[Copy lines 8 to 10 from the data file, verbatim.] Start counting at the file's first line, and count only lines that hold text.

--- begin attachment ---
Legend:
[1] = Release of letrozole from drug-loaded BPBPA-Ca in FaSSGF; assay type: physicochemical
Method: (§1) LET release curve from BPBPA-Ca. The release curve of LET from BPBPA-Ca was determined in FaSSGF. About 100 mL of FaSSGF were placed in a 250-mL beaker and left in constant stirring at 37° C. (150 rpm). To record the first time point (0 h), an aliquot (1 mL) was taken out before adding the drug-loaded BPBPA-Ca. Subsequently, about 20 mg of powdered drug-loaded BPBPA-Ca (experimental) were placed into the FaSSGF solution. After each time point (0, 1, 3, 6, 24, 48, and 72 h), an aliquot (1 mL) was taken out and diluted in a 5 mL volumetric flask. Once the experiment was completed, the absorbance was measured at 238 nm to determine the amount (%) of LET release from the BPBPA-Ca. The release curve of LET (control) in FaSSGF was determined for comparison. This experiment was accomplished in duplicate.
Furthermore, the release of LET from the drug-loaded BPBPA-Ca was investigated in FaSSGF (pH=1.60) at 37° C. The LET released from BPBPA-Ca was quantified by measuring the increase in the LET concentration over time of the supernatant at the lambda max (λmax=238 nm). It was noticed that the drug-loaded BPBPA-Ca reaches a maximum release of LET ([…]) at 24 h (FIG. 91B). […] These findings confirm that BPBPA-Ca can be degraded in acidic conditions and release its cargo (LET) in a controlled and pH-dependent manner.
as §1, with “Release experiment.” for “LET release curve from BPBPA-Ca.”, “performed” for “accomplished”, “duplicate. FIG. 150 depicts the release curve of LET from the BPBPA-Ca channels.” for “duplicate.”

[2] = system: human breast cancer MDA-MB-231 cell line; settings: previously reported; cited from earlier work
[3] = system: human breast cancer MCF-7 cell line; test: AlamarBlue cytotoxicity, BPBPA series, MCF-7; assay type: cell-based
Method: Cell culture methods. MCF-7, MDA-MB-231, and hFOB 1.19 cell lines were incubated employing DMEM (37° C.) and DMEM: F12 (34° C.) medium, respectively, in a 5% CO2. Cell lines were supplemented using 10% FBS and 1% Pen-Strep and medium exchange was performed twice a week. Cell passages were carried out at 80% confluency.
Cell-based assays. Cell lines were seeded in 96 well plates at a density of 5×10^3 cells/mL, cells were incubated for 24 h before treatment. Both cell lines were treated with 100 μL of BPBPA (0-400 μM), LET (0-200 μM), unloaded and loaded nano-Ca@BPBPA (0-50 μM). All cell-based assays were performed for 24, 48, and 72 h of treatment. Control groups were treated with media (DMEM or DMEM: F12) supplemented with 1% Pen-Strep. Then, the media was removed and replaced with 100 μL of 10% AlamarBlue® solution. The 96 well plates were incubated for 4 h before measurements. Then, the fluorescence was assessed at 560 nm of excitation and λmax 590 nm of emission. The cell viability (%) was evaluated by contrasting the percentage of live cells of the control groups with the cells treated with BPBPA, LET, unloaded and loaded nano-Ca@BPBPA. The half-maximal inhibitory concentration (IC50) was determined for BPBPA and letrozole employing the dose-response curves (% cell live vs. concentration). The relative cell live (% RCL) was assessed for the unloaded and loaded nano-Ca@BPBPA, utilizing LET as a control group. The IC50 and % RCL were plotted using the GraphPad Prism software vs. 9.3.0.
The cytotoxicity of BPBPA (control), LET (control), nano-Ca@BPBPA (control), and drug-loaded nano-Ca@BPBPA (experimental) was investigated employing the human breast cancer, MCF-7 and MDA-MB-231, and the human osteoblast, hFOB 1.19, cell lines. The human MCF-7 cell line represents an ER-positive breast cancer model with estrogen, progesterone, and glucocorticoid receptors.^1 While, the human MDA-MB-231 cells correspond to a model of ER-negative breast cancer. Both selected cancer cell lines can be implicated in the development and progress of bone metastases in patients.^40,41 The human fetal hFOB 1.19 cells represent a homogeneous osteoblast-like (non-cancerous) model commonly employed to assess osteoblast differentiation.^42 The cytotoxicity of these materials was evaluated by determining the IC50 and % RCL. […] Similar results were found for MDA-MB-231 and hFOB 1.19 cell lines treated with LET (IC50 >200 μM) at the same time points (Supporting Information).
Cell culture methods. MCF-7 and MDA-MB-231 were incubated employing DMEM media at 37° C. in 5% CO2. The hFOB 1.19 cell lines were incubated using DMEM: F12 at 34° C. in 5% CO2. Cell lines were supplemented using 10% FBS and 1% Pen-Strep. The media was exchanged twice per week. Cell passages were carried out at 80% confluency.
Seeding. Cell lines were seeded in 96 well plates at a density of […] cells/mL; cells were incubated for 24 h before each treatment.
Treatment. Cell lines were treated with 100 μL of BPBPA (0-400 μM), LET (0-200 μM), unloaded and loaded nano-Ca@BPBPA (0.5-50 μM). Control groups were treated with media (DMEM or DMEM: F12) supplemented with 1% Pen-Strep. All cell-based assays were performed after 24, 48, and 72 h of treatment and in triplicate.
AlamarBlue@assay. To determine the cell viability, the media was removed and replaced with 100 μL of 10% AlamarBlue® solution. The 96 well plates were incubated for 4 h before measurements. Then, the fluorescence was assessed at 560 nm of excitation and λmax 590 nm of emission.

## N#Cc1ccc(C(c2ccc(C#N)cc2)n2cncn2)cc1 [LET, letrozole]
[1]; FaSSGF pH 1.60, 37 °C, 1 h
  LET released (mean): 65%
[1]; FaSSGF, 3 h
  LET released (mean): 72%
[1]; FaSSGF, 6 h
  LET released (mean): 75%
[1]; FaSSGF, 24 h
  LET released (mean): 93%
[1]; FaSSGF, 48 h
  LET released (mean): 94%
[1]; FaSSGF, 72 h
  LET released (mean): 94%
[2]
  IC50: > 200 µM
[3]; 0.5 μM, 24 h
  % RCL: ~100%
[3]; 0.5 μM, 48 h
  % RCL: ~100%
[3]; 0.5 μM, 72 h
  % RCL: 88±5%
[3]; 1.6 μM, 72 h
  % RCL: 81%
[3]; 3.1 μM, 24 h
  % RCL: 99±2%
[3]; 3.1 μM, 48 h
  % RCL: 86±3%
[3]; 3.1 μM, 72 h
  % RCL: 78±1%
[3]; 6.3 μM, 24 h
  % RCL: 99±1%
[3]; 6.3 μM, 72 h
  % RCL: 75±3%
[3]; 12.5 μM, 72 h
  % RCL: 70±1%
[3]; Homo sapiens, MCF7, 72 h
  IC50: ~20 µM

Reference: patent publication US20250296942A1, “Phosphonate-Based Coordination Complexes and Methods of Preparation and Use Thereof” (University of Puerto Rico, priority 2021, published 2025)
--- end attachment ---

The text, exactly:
Method: Cell culture methods. MCF-7, MDA-MB-231, and hFOB 1.19 cell lines were incubated employing DMEM (37° C.) and DMEM: F12 (34° C.) medium, respectively, in a 5% CO2. Cell lines were supplemented using 10% FBS and 1% Pen-Strep and medium exchange was performed twice a week. Cell passages were carried out at 80% confluency.
Cell-based assays. Cell lines were seeded in 96 well plates at a density of 5×10^3 cells/mL, cells were incubated for 24 h before treatment. Both cell lines were treated with 100 μL of BPBPA (0-400 μM), LET (0-200 μM), unloaded and loaded nano-Ca@BPBPA (0-50 μM). All cell-based assays were performed for 24, 48, and 72 h of treatment. Control groups were treated with media (DMEM or DMEM: F12) supplemented with 1% Pen-Strep. Then, the media was removed and replaced with 100 μL of 10% AlamarBlue® solution. The 96 well plates were incubated for 4 h before measurements. Then, the fluorescence was assessed at 560 nm of excitation and λmax 590 nm of emission. The cell viability (%) was evaluated by contrasting the percentage of live cells of the control groups with the cells treated with BPBPA, LET, unloaded and loaded nano-Ca@BPBPA. The half-maximal inhibitory concentration (IC50) was determined for BPBPA and letrozole employing the dose-response curves (% cell live vs. concentration). The relative cell live (% RCL) was assessed for the unloaded and loaded nano-Ca@BPBPA, utilizing LET as a control group. The IC50 and % RCL were plotted using the GraphPad Prism software vs. 9.3.0.
The cytotoxicity of BPBPA (control), LET (control), nano-Ca@BPBPA (control), and drug-loaded nano-Ca@BPBPA (experimental) was investigated employing the human breast cancer, MCF-7 and MDA-MB-231, and the human osteoblast, hFOB 1.19, cell lines. The human MCF-7 cell line represents an ER-positive breast cancer model with estrogen, progesterone, and glucocorticoid receptors.^1 While, the human MDA-MB-231 cells correspond to a model of ER-negative breast cancer. Both selected cancer cell lines can be implicated in the development and progress of bone metastases in patients.^40,41 The human fetal hFOB 1.19 cells represent a homogeneous osteoblast-like (non-cancerous) model commonly employed to assess osteoblast differentiation.^42 The cytotoxicity of these materials was evaluated by determining the IC50 and % RCL. […] Similar results were found for MDA-MB-231 and hFOB 1.19 cell lines treated with LET (IC50 >200 μM) at the same time points (Supporting Information).